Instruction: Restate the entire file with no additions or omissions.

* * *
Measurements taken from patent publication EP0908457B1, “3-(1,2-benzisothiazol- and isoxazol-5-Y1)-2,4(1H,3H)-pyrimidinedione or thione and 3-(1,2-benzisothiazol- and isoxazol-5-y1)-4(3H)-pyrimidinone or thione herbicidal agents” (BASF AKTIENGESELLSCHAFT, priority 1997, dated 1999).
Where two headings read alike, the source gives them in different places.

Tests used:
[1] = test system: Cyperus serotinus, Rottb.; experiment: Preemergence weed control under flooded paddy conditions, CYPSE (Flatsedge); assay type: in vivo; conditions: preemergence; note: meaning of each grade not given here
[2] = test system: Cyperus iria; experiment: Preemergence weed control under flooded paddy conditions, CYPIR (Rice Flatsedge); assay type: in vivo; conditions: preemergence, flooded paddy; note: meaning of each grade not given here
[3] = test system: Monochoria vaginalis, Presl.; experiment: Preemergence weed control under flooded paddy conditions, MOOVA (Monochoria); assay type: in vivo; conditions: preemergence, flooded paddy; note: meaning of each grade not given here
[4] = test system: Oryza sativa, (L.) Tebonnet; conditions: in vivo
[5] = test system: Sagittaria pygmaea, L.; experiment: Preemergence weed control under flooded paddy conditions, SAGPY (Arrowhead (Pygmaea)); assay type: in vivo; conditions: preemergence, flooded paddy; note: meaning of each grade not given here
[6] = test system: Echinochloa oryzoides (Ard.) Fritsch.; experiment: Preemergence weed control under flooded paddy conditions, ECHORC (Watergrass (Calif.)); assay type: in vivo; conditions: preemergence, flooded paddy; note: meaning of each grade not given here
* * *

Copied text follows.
Measurements taken from patent publication EP0908457B1, “3-(1,2-benzisothiazol- and isoxazol-5-Y1)-2,4(1H,3H)-pyrimidinedione or thione and 3-(1,2-benzisothiazol- and isoxazol-5-y1)-4(3H)-pyrimidinone or thione herbicidal agents” (BASF AKTIENGESELLSCHAFT, priority 1997, dated 1999).
Where two headings read alike, the source gives them in different places.

Tests used:
[1] = test system: Cyperus serotinus, Rottb.; experiment: Preemergence weed control under flooded paddy conditions, CYPSE (Flatsedge); assay type: in vivo; conditions: preemergence; note: meaning of each grade not given here
[2] = test system: Cyperus iria; experiment: Preemergence weed control under flooded paddy conditions, CYPIR (Rice Flatsedge); assay type: in vivo; conditions: preemergence, flooded paddy; note: meaning of each grade not given here
[3] = test system: Monochoria vaginalis, Presl.; experiment: Preemergence weed control under flooded paddy conditions, MOOVA (Monochoria); assay type: in vivo; conditions: preemergence, flooded paddy; note: meaning of each grade not given here
[4] = test system: Oryza sativa, (L.) Tebonnet; conditions: in vivo
[5] = test system: Sagittaria pygmaea, L.; experiment: Preemergence weed control under flooded paddy conditions, SAGPY (Arrowhead (Pygmaea)); assay type: in vivo; conditions: preemergence, flooded paddy; note: meaning of each grade not given here
[6] = test system: Echinochloa oryzoides (Ard.) Fritsch.; experiment: Preemergence weed control under flooded paddy conditions, ECHORC (Watergrass (Calif.)); assay type: in vivo; conditions: preemergence, flooded paddy; note: meaning of each grade not given here